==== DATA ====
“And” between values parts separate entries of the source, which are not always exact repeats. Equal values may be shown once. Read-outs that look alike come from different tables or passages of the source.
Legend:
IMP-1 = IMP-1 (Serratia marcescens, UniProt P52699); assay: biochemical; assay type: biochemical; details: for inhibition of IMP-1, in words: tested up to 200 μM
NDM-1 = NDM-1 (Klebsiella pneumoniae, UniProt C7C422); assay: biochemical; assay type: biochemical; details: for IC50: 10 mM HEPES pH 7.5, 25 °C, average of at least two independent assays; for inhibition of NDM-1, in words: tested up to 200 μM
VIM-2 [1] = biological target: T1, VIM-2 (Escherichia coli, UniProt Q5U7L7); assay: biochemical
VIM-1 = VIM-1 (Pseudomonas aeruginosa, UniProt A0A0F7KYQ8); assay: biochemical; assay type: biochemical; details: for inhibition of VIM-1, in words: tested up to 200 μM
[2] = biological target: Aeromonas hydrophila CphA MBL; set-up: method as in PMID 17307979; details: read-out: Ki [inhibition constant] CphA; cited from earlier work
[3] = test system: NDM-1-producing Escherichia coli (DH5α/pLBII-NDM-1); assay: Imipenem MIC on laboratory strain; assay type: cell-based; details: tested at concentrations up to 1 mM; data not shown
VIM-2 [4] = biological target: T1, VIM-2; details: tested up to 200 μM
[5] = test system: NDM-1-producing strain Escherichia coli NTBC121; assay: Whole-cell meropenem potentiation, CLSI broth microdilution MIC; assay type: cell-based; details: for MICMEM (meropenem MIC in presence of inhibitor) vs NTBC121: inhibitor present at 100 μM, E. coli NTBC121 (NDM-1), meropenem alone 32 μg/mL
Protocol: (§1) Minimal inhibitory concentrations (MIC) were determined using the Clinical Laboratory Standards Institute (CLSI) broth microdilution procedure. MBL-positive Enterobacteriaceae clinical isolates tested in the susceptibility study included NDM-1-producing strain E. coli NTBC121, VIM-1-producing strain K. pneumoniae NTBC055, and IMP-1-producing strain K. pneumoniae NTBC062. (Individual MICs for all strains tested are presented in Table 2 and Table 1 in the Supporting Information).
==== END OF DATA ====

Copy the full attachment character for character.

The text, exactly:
“And” between values parts separate entries of the source, which are not always exact repeats. Equal values may be shown once. Read-outs that look alike come from different tables or passages of the source.
Legend:
IMP-1 = IMP-1 (Serratia marcescens, UniProt P52699); assay: biochemical; assay type: biochemical; details: for inhibition of IMP-1, in words: tested up to 200 μM
NDM-1 = NDM-1 (Klebsiella pneumoniae, UniProt C7C422); assay: biochemical; assay type: biochemical; details: for IC50: 10 mM HEPES pH 7.5, 25 °C, average of at least two independent assays; for inhibition of NDM-1, in words: tested up to 200 μM
VIM-2 [1] = biological target: T1, VIM-2 (Escherichia coli, UniProt Q5U7L7); assay: biochemical
VIM-1 = VIM-1 (Pseudomonas aeruginosa, UniProt A0A0F7KYQ8); assay: biochemical; assay type: biochemical; details: for inhibition of VIM-1, in words: tested up to 200 μM
[2] = biological target: Aeromonas hydrophila CphA MBL; set-up: method as in PMID 17307979; details: read-out: Ki [inhibition constant] CphA; cited from earlier work
[3] = test system: NDM-1-producing Escherichia coli (DH5α/pLBII-NDM-1); assay: Imipenem MIC on laboratory strain; assay type: cell-based; details: tested at concentrations up to 1 mM; data not shown
VIM-2 [4] = biological target: T1, VIM-2; details: tested up to 200 μM
[5] = test system: NDM-1-producing strain Escherichia coli NTBC121; assay: Whole-cell meropenem potentiation, CLSI broth microdilution MIC; assay type: cell-based; details: for MICMEM (meropenem MIC in presence of inhibitor) vs NTBC121: inhibitor present at 100 μM, E. coli NTBC121 (NDM-1), meropenem alone 32 μg/mL
Protocol: (§1) Minimal inhibitory concentrations (MIC) were determined using the Clinical Laboratory Standards Institute (CLSI) broth microdilution procedure. MBL-positive Enterobacteriaceae clinical isolates tested in the susceptibility study included NDM-1-producing strain E. coli NTBC121, VIM-1-producing strain K. pneumoniae NTBC055, and IMP-1-producing strain K. pneumoniae NTBC062. (Individual MICs for all strains tested are presented in Table 2 and Table 1 in the Supporting Information).